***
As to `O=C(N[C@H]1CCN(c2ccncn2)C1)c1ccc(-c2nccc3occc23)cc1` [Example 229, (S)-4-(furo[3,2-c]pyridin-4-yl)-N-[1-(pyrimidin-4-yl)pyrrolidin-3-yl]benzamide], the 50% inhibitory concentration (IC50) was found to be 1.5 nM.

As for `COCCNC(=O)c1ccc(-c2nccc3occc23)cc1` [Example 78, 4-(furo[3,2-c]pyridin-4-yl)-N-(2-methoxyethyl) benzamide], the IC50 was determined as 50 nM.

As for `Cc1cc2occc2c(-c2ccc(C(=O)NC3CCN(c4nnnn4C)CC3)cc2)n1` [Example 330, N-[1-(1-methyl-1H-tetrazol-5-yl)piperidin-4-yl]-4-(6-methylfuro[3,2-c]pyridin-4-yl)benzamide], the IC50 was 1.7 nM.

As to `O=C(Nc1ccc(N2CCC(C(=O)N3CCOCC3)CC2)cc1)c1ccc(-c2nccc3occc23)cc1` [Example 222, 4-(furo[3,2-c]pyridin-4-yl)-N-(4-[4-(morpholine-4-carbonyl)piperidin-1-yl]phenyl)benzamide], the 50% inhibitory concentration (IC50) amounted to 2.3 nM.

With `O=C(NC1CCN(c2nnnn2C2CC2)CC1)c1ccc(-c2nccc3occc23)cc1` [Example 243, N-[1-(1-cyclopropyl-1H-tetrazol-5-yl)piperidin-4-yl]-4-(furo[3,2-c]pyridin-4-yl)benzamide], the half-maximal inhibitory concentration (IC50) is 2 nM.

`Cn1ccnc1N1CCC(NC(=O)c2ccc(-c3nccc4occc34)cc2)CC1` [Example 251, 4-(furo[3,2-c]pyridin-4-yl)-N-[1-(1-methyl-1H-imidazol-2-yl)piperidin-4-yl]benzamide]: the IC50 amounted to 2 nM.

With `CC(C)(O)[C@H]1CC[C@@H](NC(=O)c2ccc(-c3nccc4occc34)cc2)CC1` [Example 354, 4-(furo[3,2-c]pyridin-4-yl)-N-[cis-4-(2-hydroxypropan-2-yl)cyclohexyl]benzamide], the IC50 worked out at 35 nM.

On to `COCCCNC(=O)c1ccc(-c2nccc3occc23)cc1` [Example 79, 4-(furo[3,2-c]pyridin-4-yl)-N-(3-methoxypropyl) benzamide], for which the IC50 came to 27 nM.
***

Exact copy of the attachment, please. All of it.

As to `O=C(N[C@H]1CCN(c2ccncn2)C1)c1ccc(-c2nccc3occc23)cc1` [Example 229, (S)-4-(furo[3,2-c]pyridin-4-yl)-N-[1-(pyrimidin-4-yl)pyrrolidin-3-yl]benzamide], the 50% inhibitory concentration (IC50) was found to be 1.5 nM.

As for `COCCNC(=O)c1ccc(-c2nccc3occc23)cc1` [Example 78, 4-(furo[3,2-c]pyridin-4-yl)-N-(2-methoxyethyl) benzamide], the IC50 was determined as 50 nM.

As for `Cc1cc2occc2c(-c2ccc(C(=O)NC3CCN(c4nnnn4C)CC3)cc2)n1` [Example 330, N-[1-(1-methyl-1H-tetrazol-5-yl)piperidin-4-yl]-4-(6-methylfuro[3,2-c]pyridin-4-yl)benzamide], the IC50 was 1.7 nM.

As to `O=C(Nc1ccc(N2CCC(C(=O)N3CCOCC3)CC2)cc1)c1ccc(-c2nccc3occc23)cc1` [Example 222, 4-(furo[3,2-c]pyridin-4-yl)-N-(4-[4-(morpholine-4-carbonyl)piperidin-1-yl]phenyl)benzamide], the 50% inhibitory concentration (IC50) amounted to 2.3 nM.

With `O=C(NC1CCN(c2nnnn2C2CC2)CC1)c1ccc(-c2nccc3occc23)cc1` [Example 243, N-[1-(1-cyclopropyl-1H-tetrazol-5-yl)piperidin-4-yl]-4-(furo[3,2-c]pyridin-4-yl)benzamide], the half-maximal inhibitory concentration (IC50) is 2 nM.

`Cn1ccnc1N1CCC(NC(=O)c2ccc(-c3nccc4occc34)cc2)CC1` [Example 251, 4-(furo[3,2-c]pyridin-4-yl)-N-[1-(1-methyl-1H-imidazol-2-yl)piperidin-4-yl]benzamide]: the IC50 amounted to 2 nM.

With `CC(C)(O)[C@H]1CC[C@@H](NC(=O)c2ccc(-c3nccc4occc34)cc2)CC1` [Example 354, 4-(furo[3,2-c]pyridin-4-yl)-N-[cis-4-(2-hydroxypropan-2-yl)cyclohexyl]benzamide], the IC50 worked out at 35 nM.

On to `COCCCNC(=O)c1ccc(-c2nccc3occc23)cc1` [Example 79, 4-(furo[3,2-c]pyridin-4-yl)-N-(3-methoxypropyl) benzamide], for which the IC50 came to 27 nM.